By New Times
By Derek Askey
By Mark Deming
By Serene Dominic
By Jason Keil
By Robrt L. Pela and Amy Silverman
By Jeff Moses
By Serene Dominic
"[Rich and I] started working up at my parents' house on the porch," says Sed, explaining the simple writing process that led to The Fifty Percenter. "I only mention that 'cause it's a nice memory for me. You know, just two acoustic guitars and looking up at the Santa Catalinas. [Hopkins] has a special style when he plays acoustic. He did some really interesting things on this that he normally doesn't do."
En route to Sed's downtown digs he asks to make two stops. The first is at the bank to cash an unemployment check. The second is a pawnshop. He enters and the employees all know his name. He counts out five twenties and receives change. A few minutes later he's walking out with the only guitar he owns. He moves wearily, with a labored effort, and the instrument seems almost heavy in his hands.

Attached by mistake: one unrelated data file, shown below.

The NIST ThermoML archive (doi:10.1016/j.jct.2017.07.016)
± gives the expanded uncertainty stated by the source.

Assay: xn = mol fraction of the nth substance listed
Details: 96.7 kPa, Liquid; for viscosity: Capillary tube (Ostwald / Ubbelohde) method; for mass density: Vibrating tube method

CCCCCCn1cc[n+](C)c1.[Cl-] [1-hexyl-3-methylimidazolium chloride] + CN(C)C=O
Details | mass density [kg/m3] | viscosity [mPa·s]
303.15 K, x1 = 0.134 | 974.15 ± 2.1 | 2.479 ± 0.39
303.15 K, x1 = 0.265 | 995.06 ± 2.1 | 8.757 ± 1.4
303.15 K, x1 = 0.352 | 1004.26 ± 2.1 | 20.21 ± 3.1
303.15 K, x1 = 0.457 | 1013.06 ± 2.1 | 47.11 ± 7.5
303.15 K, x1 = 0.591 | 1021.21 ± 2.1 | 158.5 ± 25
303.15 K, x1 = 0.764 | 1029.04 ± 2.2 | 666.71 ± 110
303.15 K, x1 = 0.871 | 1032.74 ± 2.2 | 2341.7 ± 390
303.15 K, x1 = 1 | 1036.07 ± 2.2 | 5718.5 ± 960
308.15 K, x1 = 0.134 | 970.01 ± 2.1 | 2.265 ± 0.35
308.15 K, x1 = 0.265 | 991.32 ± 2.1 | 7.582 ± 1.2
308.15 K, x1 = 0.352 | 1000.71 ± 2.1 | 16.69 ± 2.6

Much of Sedlmayr's life has been spent like this -- falling in and out of hock. Arguably one of the most gifted songwriters to emerge from his generation, it's unlikely that he will ever be recognized by more than a handful of people for that fact. It makes you wonder how much of his talent has been wasted, how things could have been different if his life hadn't been offered up as a sacrifice to junk and jail. Hence the paradox. It's Sedlmayr's life and struggles -- the collected experience -- that give his songs such wrenching beauty and grace.
As he slowly lifts the guitar into the trunk, it's obvious that the years of abuse have left his body ravaged, and Sed tires easily these days. As his health continues to deteriorate -- the ultimate price of his excess -- it appears that Billy Sedlmayr has some more demons left to slay.